Hawai`i Wildlife Fund marine biologists taught keiki about wetland
and marine ecology. Photo by Sean P. King
SCIENCE SUNDAY AT THE PARK brought several families with their keiki out to Honu`apo to learn more about marine ecology. 
     Representatives from Ka `Ohana O Honu`apo, Hawai`i Wildlife Fund, `Imi Pono No Ka `Aina, Three Mountain Alliance, Hawai`i Volcanoes National Park’s Hawksbill Sea Turtle Recovery Project, The Nature Conservancy, Big Island Invasive Species Council, and Department of Land & Natural Resources’ Division of Aquatic Resources provided interactive educational games and activities, including mask-coloring, spin-the-wheel trivia, trash collecting, water sampling, truck painting, mock fish transects, species identification and catch and release games. 
Photo by Sean P. King
Keiki painted sea creatures on the new
Hawai`i Wildlife Fund truck.
Photo by Sean P. King 
     Keiki were encouraged to visit each booth and learn a few facts, receiving a signature in return, in order to enter the prize raffle. Hawaiian Civic Club of Ka`u and Queen Lili`uokalani Children’s Center provided a free lunch to all who came. Pacific Quest volunteered, helping set up and break down the event. For more information about events at the park, visit honuapopark.org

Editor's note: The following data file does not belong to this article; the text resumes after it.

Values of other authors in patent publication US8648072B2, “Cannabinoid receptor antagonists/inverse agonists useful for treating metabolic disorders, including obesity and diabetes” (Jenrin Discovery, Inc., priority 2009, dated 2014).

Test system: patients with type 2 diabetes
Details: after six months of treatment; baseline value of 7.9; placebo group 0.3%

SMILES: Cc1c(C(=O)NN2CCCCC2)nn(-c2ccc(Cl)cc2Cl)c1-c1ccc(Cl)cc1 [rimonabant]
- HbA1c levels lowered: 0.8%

THE DEPARTMENT OF HAWAIIAN HOME LANDS  will hold a community meeting at Pahala Community Center at 6:30 p.m. on Monday, Sept. 17. The meeting involves the regional plan for Ka`u and organizers ask for input for the community. Hawaiian Home Lands staff and all the commissioners from around the islands are expected to attend. 
     The Ka`u Hawaiian Home Lands association urges everyone to attend. The commissioners for the island of Hawai`i are Leimana Dematte and Ian Leiloy. The President of the Ka`u Hawaiian Home Lands Association is Jeff Kekoa. Vice President is Liz Kuluwaimaka, Secretary is Darlyne Vierra and Treasurer is Stephanie Tabada. The Ka`u Regional Plan can be read at hawaiianhomelands.org.

THE NEW QUARTER, celebrating Hawai`i Volcanoes National Park, is the topic of tonight’s After Dark in the Park program beginning at 7 p.m. in Kilauea Visitor Center Auditorium. $2 donations support park programs, and park entrance fees apply. 

CEREMONIAL RELEASE of the Hawai`i Volcanoes National Park quarter takes place tomorrow from 1:30 p.m. to 3 p.m. at the park’s Kahua Hula south of Kilauea Visitor Center on Crater Rim Drive. HFS Federal Credit Union will provide $10 rolls of the commemorative quarters for exchange. The event is free, and park entrance fees apply.

THE PUBLIC IS INVITED TO MEET with Department of Water Supply representatives tomorrow at 5:30 p.m. at Ocean View Community Center to discuss Ocean View’s well and distribution of water. According to DWS, the meeting is in response to “increased reports of incorrect information in the community.” A report with answers to frequently asked questions is available online at hawaii.dws.org.